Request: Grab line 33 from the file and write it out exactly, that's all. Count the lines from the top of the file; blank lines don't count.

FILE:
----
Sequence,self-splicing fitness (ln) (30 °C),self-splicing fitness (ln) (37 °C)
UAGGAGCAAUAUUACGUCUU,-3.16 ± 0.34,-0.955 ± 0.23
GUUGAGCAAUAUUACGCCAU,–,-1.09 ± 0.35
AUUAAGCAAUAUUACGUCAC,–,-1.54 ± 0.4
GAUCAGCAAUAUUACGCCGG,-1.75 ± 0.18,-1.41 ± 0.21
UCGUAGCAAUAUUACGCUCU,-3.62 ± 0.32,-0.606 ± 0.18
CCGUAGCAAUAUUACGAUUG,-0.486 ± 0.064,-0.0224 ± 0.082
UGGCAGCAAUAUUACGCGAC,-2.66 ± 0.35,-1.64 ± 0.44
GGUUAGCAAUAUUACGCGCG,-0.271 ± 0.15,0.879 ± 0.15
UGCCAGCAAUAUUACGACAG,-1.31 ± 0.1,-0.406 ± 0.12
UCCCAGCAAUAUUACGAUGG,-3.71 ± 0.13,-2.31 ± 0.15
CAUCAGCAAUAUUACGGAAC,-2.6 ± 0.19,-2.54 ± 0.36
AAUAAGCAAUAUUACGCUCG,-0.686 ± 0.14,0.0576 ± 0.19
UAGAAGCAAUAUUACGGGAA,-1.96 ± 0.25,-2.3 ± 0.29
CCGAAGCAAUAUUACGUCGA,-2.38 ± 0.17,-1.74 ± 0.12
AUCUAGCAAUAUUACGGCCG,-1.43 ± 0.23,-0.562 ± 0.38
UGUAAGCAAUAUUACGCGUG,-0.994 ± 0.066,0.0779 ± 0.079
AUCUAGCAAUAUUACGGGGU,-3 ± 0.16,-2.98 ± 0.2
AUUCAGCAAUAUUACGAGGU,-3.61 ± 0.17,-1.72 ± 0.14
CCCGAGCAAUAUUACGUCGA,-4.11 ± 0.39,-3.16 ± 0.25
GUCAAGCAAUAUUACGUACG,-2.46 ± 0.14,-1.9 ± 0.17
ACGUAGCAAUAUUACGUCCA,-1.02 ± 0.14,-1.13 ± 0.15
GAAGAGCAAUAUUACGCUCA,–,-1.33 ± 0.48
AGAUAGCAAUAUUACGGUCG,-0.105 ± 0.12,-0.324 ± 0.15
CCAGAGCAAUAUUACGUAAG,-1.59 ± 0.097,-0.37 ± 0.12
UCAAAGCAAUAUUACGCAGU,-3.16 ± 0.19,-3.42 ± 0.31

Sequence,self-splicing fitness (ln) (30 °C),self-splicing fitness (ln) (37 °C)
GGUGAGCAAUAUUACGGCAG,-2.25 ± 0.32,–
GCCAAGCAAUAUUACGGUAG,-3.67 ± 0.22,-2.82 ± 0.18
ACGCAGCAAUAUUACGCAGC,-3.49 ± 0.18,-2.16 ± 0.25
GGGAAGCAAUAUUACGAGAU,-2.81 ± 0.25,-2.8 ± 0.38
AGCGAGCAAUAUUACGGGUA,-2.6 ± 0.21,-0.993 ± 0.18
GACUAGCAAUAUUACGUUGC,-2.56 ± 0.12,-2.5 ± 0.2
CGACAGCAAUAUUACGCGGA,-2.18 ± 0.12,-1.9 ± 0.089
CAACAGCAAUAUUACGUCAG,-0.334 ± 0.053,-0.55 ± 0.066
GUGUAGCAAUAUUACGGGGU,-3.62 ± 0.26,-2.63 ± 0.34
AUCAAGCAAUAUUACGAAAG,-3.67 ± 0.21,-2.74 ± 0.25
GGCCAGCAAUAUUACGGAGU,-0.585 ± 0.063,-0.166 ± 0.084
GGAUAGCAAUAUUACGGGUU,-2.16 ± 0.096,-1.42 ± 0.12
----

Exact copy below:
GACUAGCAAUAUUACGUUGC,-2.56 ± 0.12,-2.5 ± 0.2